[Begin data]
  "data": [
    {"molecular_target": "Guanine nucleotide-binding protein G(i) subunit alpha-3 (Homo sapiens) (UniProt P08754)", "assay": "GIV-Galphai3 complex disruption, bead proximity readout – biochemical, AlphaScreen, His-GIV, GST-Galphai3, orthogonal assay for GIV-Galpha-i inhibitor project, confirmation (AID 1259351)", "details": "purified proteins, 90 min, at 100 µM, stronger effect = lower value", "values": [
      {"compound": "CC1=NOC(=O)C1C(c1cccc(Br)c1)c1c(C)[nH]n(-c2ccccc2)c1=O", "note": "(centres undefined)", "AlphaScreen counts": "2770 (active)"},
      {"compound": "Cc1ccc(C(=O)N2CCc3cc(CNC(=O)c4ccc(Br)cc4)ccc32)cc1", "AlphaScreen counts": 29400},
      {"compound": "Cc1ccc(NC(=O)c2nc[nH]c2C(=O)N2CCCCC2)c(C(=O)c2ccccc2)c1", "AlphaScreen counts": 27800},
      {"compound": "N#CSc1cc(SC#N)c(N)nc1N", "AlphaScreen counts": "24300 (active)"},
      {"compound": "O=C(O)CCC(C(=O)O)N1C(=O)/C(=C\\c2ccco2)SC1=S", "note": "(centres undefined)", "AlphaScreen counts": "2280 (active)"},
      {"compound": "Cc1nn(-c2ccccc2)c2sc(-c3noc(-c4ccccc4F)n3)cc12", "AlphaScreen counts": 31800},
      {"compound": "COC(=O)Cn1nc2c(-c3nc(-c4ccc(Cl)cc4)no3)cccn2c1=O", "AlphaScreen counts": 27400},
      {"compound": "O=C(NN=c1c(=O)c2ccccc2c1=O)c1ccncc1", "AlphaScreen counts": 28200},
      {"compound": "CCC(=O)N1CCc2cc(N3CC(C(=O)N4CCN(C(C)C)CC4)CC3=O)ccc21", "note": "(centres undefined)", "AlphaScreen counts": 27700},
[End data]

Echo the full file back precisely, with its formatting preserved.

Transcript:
  "data": [
    {"molecular_target": "Guanine nucleotide-binding protein G(i) subunit alpha-3 (Homo sapiens) (UniProt P08754)", "assay": "GIV-Galphai3 complex disruption, bead proximity readout – biochemical, AlphaScreen, His-GIV, GST-Galphai3, orthogonal assay for GIV-Galpha-i inhibitor project, confirmation (AID 1259351)", "details": "purified proteins, 90 min, at 100 µM, stronger effect = lower value", "values": [
      {"compound": "CC1=NOC(=O)C1C(c1cccc(Br)c1)c1c(C)[nH]n(-c2ccccc2)c1=O", "note": "(centres undefined)", "AlphaScreen counts": "2770 (active)"},
      {"compound": "Cc1ccc(C(=O)N2CCc3cc(CNC(=O)c4ccc(Br)cc4)ccc32)cc1", "AlphaScreen counts": 29400},
      {"compound": "Cc1ccc(NC(=O)c2nc[nH]c2C(=O)N2CCCCC2)c(C(=O)c2ccccc2)c1", "AlphaScreen counts": 27800},
      {"compound": "N#CSc1cc(SC#N)c(N)nc1N", "AlphaScreen counts": "24300 (active)"},
      {"compound": "O=C(O)CCC(C(=O)O)N1C(=O)/C(=C\\c2ccco2)SC1=S", "note": "(centres undefined)", "AlphaScreen counts": "2280 (active)"},
      {"compound": "Cc1nn(-c2ccccc2)c2sc(-c3noc(-c4ccccc4F)n3)cc12", "AlphaScreen counts": 31800},
      {"compound": "COC(=O)Cn1nc2c(-c3nc(-c4ccc(Cl)cc4)no3)cccn2c1=O", "AlphaScreen counts": 27400},
      {"compound": "O=C(NN=c1c(=O)c2ccccc2c1=O)c1ccncc1", "AlphaScreen counts": 28200},
      {"compound": "CCC(=O)N1CCc2cc(N3CC(C(=O)N4CCN(C(C)C)CC4)CC3=O)ccc21", "note": "(centres undefined)", "AlphaScreen counts": 27700},